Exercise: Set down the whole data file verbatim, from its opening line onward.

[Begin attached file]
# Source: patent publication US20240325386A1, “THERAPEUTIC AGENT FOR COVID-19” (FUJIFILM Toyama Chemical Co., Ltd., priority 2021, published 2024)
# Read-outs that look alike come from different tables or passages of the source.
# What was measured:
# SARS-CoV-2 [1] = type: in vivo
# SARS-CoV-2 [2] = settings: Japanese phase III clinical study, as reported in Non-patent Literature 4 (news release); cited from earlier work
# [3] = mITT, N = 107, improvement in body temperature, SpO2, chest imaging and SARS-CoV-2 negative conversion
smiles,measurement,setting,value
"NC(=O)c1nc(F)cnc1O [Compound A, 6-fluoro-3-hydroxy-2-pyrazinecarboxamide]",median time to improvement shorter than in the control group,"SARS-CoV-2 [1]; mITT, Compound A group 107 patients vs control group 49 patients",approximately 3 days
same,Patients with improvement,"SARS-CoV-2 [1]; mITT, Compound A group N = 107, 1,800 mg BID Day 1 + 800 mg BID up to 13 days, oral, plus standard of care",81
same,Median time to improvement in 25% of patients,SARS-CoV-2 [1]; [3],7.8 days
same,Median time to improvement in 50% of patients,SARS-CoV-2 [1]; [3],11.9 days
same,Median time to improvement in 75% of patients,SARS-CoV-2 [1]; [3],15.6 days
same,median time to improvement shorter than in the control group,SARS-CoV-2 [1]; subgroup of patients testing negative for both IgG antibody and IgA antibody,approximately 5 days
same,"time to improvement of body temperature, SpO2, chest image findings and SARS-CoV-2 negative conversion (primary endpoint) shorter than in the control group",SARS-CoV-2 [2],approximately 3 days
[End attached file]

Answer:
# Source: patent publication US20240325386A1, “THERAPEUTIC AGENT FOR COVID-19” (FUJIFILM Toyama Chemical Co., Ltd., priority 2021, published 2024)
# Read-outs that look alike come from different tables or passages of the source.
# What was measured:
# SARS-CoV-2 [1] = type: in vivo
# SARS-CoV-2 [2] = settings: Japanese phase III clinical study, as reported in Non-patent Literature 4 (news release); cited from earlier work
# [3] = mITT, N = 107, improvement in body temperature, SpO2, chest imaging and SARS-CoV-2 negative conversion
smiles,measurement,setting,value
"NC(=O)c1nc(F)cnc1O [Compound A, 6-fluoro-3-hydroxy-2-pyrazinecarboxamide]",median time to improvement shorter than in the control group,"SARS-CoV-2 [1]; mITT, Compound A group 107 patients vs control group 49 patients",approximately 3 days
same,Patients with improvement,"SARS-CoV-2 [1]; mITT, Compound A group N = 107, 1,800 mg BID Day 1 + 800 mg BID up to 13 days, oral, plus standard of care",81
same,Median time to improvement in 25% of patients,SARS-CoV-2 [1]; [3],7.8 days
same,Median time to improvement in 50% of patients,SARS-CoV-2 [1]; [3],11.9 days
same,Median time to improvement in 75% of patients,SARS-CoV-2 [1]; [3],15.6 days
same,median time to improvement shorter than in the control group,SARS-CoV-2 [1]; subgroup of patients testing negative for both IgG antibody and IgA antibody,approximately 5 days
same,"time to improvement of body temperature, SpO2, chest image findings and SARS-CoV-2 negative conversion (primary endpoint) shorter than in the control group",SARS-CoV-2 [2],approximately 3 days